http://www.bloomberg.com/news/2013-01-30/where-to-invest-while-markets-remain-risk-on-.html

Shilling is a perma-bear, so I'd take his views with a large grain of salt. It's easy enough to cast doubt on most of his arguments. Especially the fairly embarrassing support item: "And because Treasuries have worked for me for 31 years, and the 30-year long bond has been one of my most profitable investments."

Bonds are almost universally hated at the moment which is atypical of most bubble assets. Might not be a bad contrarian play, and as a hedge, they're more effective than most assets. I would load the boat with treasuries, but holding 10% is your portfolio is hardly crazy.

As for smedleyb's claim that low yields might be leading to bubbles in other asset classes, I don't see any obvious ones. Stocks, real estate, and commodities all look fairly reasonable (if not cheap) vis-a-vis historical metrics. If anything looks rich, it's gold, which is surely already pricing in a lot of inflation.

arebelspy

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Re: The Great Bond Bubble
« Reply #16 on: February 25, 2013, 10:03:02 AM »
Bonds are almost universally hated at the moment which is atypical of most bubble assets.

I donno, I feel like the hate starts to grow among the sophisticated right before the bubble bursts.  For example, real estate got hyped in 03-06, but before the bubble burst in 06-07 there started to be a TON of articles on how it was overvalued, etc.

I feel like that's what's happening to bonds at the moment.
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KingCoin

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Re: The Great Bond Bubble
« Reply #17 on: February 25, 2013, 10:55:19 AM »
I donno, I feel like the hate starts to grow among the sophisticated right before the bubble bursts.  For example, real estate got hyped in 03-06, but before the bubble burst in 06-07 there started to be a TON of articles on how it was overvalued, etc.

That's interesting. It's surprising that information didn't trickle up to institutional investors. Or maybe by the time it did, the damage of toxic issuance was already done.

tooqk4u22

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Re: The Great Bond Bubble
« Reply #18 on: February 25, 2013, 12:28:50 PM »
Bonds are almost universally hated at the moment which is atypical of most bubble assets. Might not be a bad contrarian play, and as a hedge, they're more effective than most assets. I would load the boat with treasuries, but holding 10% is your portfolio is hardly crazy.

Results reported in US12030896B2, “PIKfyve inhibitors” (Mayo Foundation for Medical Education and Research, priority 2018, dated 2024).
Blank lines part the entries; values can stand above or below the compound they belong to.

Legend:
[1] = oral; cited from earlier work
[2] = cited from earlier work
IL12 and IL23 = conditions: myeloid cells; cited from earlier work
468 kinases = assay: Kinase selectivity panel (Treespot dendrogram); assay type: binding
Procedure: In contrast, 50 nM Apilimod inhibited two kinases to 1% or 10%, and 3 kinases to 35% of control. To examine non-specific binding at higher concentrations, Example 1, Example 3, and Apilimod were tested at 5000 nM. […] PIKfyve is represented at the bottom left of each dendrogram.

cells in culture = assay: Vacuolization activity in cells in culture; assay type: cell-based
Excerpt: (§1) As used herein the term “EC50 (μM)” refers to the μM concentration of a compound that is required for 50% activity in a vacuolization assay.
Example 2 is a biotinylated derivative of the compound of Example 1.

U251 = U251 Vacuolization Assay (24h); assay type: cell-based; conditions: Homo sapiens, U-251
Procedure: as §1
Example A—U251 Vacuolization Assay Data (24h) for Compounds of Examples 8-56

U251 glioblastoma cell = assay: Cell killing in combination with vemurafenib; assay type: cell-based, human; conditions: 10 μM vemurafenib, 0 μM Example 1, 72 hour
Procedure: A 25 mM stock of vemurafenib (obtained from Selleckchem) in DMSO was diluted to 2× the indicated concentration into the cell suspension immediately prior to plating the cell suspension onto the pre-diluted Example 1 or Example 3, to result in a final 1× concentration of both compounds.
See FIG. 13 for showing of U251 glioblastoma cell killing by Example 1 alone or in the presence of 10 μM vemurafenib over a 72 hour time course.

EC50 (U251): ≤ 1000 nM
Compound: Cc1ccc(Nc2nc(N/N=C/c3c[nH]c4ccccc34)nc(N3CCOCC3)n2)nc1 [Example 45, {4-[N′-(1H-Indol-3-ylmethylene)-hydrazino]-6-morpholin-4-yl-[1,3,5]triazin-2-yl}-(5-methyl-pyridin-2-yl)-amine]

They are far from universally hated when you have the fed pumping endless amount into buying them along with the fear trade due to Europe, which is the real bubble element - inflation is a close second but the first two if improved will cause rates to rise fast and furious and at least 1.5-2.0%.  But having a small piece of AA in them isn't crazy either.

As for smedleyb's claim that low yields might be leading to bubbles in other asset classes, I don't see any obvious ones. Stocks, real estate, and commodities all look fairly reasonable (if not cheap) vis-a-vis historical metrics. If anything looks rich, it's gold, which is surely already pricing in a lot of inflation.

Its not obvious but there are inflated prices in real estate - if not for the low mortgage rates for residential and low borrowing costs for commercial/investor all property values would be significantly lower right now.  Equities are also being frothed up (I don't necessarily think they are overvalued or in a bubble state)  due to the relative return argument and companies benefiting from low borrowing costs - while they may appear cheap by historical metrics you have a 17 p/e on teh S&P 500 - not cheap, but not crazy but when including expected growth (low or slow) it looks pretty expensive.

This is all good but it can get out of control.

I donno, I feel like the hate starts to grow among the sophisticated right before the bubble bursts.  For example, real estate got hyped in 03-06, but before the bubble burst in 06-07 there started to be a TON of articles on how it was overvalued, etc.

That's interesting. It's surprising that information didn't trickle up to institutional investors. Or maybe by the time it did, the damage of toxic issuance was already done.

Remember though that institutional investors didn't buy housing, but they did buy the AAA tranches of the CDO/SIVS and other exotics and utterly failed to understand the counter party risk, negligence of rating agencies, and the sequential impact to other companies/industries.

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Re: The Great Bond Bubble
« Reply #19 on: February 25, 2013, 01:41:56 PM »
I have to say, I am a bit worried about the implications of this whole bond bubble thing. This article made a lot of good points which have been obvious to me for a couple years now. With the Fed constantly buying bonds though, I don't know exactly how people are going to start hating on them, but at some point the market is going to go against Bernanke and something interesting will have to happen. Hopefully it'll just mean high inflation for a few years and a manageable economic slowdown and decrease in purchasing power as debt gets paid off. Given that it's such a global issue though, who knows.